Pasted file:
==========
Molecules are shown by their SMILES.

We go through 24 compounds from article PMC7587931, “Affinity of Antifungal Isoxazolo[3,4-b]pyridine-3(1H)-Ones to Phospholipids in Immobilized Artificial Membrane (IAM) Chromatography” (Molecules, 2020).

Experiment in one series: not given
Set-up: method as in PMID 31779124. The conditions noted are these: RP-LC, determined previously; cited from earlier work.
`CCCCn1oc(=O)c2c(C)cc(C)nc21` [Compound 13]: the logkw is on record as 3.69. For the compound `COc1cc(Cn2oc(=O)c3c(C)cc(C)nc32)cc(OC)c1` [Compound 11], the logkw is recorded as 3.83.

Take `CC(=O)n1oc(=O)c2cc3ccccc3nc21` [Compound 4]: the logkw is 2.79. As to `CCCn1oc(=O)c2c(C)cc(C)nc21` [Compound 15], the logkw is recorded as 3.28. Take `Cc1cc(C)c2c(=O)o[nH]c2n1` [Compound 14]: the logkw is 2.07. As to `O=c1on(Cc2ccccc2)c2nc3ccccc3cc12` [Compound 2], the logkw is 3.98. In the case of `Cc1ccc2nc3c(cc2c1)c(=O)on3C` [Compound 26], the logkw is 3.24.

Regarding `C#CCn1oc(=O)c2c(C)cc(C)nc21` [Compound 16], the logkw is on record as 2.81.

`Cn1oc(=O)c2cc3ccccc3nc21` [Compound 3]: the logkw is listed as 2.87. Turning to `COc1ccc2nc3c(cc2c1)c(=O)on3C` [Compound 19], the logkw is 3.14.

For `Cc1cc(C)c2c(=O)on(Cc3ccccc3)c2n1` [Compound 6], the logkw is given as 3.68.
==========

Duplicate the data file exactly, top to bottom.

Molecules are shown by their SMILES.

We go through 24 compounds from article PMC7587931, “Affinity of Antifungal Isoxazolo[3,4-b]pyridine-3(1H)-Ones to Phospholipids in Immobilized Artificial Membrane (IAM) Chromatography” (Molecules, 2020).

Experiment in one series: not given
Set-up: method as in PMID 31779124. The conditions noted are these: RP-LC, determined previously; cited from earlier work.
`CCCCn1oc(=O)c2c(C)cc(C)nc21` [Compound 13]: the logkw is on record as 3.69. For the compound `COc1cc(Cn2oc(=O)c3c(C)cc(C)nc32)cc(OC)c1` [Compound 11], the logkw is recorded as 3.83.

Take `CC(=O)n1oc(=O)c2cc3ccccc3nc21` [Compound 4]: the logkw is 2.79. As to `CCCn1oc(=O)c2c(C)cc(C)nc21` [Compound 15], the logkw is recorded as 3.28. Take `Cc1cc(C)c2c(=O)o[nH]c2n1` [Compound 14]: the logkw is 2.07. As to `O=c1on(Cc2ccccc2)c2nc3ccccc3cc12` [Compound 2], the logkw is 3.98. In the case of `Cc1ccc2nc3c(cc2c1)c(=O)on3C` [Compound 26], the logkw is 3.24.

Regarding `C#CCn1oc(=O)c2c(C)cc(C)nc21` [Compound 16], the logkw is on record as 2.81.

`Cn1oc(=O)c2cc3ccccc3nc21` [Compound 3]: the logkw is listed as 2.87. Turning to `COc1ccc2nc3c(cc2c1)c(=O)on3C` [Compound 19], the logkw is 3.14.

For `Cc1cc(C)c2c(=O)on(Cc3ccccc3)c2n1` [Compound 6], the logkw is given as 3.68.